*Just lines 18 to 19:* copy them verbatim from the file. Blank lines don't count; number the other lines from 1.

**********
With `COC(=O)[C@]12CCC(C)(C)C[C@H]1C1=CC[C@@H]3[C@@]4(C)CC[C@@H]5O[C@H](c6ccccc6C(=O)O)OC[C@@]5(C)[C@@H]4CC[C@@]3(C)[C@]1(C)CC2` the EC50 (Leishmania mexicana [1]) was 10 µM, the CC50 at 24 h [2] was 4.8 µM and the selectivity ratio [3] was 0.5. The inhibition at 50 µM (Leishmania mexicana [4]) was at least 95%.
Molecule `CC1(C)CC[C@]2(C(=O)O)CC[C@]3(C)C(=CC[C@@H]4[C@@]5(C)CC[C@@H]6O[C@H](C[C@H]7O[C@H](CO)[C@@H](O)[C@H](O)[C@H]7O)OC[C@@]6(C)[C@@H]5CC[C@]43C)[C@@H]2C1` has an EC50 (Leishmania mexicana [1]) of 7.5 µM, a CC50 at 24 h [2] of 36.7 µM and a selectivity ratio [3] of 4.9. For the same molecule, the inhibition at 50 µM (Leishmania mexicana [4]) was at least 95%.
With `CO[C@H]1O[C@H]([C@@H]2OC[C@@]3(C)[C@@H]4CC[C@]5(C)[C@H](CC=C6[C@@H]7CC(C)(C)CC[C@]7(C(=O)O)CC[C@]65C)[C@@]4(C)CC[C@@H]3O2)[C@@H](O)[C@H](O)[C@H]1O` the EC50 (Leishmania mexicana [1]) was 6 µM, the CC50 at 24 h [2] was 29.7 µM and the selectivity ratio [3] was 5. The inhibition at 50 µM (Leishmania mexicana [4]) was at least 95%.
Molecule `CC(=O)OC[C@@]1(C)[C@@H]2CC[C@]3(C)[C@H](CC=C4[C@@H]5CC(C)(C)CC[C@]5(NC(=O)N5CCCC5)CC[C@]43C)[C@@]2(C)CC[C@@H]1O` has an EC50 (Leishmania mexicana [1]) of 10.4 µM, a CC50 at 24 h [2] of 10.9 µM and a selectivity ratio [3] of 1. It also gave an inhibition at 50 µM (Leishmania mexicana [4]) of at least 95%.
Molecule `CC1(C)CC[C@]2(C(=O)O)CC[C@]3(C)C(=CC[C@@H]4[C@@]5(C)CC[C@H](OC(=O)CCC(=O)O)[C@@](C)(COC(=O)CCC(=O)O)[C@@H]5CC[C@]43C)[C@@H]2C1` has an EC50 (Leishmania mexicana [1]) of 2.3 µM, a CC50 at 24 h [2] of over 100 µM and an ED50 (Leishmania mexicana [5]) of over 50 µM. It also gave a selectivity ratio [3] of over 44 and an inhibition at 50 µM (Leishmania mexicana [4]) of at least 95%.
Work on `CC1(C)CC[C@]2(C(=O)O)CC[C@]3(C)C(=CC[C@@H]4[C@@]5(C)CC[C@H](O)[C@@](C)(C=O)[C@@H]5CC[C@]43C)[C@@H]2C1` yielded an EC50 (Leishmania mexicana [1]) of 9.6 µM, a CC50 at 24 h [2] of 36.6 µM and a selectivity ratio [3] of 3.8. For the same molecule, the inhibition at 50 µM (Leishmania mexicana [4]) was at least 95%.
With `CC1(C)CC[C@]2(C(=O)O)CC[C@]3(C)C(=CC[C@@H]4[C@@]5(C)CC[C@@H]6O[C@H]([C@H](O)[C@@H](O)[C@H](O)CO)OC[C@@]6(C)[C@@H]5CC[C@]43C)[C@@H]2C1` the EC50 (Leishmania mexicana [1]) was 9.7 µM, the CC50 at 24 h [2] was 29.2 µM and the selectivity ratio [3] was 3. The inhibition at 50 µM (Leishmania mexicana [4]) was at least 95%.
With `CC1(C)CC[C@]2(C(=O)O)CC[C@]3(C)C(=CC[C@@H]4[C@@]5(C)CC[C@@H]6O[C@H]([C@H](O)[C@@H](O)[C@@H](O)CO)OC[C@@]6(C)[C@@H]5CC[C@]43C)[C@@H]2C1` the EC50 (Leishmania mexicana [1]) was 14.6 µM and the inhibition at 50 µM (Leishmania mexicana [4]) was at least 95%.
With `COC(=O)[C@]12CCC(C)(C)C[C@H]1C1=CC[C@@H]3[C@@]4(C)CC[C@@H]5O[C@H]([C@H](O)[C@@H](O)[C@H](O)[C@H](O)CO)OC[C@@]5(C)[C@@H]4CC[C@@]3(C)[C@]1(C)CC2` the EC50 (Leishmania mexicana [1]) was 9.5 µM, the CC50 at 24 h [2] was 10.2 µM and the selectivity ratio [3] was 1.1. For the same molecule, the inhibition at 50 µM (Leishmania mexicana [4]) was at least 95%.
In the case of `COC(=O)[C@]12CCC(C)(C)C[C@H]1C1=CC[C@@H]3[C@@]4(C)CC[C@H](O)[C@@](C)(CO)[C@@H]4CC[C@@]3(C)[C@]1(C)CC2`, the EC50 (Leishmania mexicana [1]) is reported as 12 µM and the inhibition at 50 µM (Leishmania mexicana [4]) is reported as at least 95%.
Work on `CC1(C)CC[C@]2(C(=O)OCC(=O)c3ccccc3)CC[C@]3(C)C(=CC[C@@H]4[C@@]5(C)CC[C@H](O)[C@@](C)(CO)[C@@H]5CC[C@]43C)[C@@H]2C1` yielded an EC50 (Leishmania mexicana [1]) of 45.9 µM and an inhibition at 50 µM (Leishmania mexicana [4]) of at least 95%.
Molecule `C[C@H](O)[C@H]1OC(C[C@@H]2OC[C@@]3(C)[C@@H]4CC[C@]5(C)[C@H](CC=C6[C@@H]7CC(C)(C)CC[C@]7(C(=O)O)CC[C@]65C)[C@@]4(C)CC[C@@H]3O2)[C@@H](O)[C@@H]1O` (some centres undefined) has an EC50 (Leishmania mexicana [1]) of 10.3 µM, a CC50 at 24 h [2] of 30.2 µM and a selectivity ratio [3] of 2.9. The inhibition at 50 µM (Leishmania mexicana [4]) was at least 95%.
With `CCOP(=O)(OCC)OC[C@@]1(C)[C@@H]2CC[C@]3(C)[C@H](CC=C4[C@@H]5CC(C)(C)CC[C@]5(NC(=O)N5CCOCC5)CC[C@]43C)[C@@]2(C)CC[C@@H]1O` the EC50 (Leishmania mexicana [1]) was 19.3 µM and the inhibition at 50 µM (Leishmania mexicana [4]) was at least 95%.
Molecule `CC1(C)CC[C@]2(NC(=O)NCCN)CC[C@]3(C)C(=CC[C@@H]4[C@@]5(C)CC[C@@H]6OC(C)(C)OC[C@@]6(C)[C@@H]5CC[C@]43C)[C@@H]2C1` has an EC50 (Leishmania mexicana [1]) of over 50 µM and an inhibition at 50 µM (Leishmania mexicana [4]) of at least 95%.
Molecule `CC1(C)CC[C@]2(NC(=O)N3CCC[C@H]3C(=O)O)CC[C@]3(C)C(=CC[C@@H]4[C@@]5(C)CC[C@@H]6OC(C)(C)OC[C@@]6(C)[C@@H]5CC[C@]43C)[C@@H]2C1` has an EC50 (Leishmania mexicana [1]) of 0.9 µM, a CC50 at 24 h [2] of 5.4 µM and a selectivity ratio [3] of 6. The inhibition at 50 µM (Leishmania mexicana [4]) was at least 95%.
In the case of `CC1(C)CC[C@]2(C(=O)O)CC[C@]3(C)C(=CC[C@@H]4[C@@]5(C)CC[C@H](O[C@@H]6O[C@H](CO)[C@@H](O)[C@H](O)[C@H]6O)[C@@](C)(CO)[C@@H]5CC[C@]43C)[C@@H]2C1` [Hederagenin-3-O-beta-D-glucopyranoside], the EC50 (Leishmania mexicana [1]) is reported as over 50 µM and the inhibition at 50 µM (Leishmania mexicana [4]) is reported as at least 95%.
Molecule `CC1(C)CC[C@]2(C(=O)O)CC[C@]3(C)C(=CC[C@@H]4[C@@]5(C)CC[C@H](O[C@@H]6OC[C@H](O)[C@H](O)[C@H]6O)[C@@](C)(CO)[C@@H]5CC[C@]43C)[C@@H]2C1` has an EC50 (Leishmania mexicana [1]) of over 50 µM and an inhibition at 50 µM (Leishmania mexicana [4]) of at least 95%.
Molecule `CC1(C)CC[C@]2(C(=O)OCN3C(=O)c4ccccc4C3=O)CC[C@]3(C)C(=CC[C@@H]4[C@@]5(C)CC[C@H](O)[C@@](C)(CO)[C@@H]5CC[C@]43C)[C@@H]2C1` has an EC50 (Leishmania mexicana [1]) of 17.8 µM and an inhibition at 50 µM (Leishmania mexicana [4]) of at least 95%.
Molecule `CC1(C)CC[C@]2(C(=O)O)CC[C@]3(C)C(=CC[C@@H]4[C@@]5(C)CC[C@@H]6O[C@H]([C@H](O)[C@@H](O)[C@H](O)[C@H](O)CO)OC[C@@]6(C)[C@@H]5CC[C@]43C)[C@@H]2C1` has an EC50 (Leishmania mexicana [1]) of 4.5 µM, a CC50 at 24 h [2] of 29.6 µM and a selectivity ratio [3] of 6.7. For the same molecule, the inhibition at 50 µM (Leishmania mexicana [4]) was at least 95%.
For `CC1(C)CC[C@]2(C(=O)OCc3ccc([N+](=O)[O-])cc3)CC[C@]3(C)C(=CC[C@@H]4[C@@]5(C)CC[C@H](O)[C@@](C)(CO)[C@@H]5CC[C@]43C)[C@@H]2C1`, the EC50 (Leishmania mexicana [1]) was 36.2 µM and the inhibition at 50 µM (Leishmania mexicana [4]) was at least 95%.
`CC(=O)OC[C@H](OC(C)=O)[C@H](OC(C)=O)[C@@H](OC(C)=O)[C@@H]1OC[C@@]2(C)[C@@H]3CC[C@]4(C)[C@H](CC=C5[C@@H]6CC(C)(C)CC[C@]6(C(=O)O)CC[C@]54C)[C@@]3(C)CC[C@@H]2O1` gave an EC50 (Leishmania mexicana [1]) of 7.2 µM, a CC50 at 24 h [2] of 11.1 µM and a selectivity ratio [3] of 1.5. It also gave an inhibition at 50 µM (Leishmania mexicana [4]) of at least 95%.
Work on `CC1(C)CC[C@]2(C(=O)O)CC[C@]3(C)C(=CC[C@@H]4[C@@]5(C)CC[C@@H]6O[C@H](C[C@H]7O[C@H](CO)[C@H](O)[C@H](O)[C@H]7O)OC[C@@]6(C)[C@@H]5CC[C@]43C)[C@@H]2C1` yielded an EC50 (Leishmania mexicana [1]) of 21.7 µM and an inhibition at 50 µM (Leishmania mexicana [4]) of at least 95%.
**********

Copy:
Molecule `CC1(C)CC[C@]2(C(=O)OCN3C(=O)c4ccccc4C3=O)CC[C@]3(C)C(=CC[C@@H]4[C@@]5(C)CC[C@H](O)[C@@](C)(CO)[C@@H]5CC[C@]43C)[C@@H]2C1` has an EC50 (Leishmania mexicana [1]) of 17.8 µM and an inhibition at 50 µM (Leishmania mexicana [4]) of at least 95%.
Molecule `CC1(C)CC[C@]2(C(=O)O)CC[C@]3(C)C(=CC[C@@H]4[C@@]5(C)CC[C@@H]6O[C@H]([C@H](O)[C@@H](O)[C@H](O)[C@H](O)CO)OC[C@@]6(C)[C@@H]5CC[C@]43C)[C@@H]2C1` has an EC50 (Leishmania mexicana [1]) of 4.5 µM, a CC50 at 24 h [2] of 29.6 µM and a selectivity ratio [3] of 6.7. For the same molecule, the inhibition at 50 µM (Leishmania mexicana [4]) was at least 95%.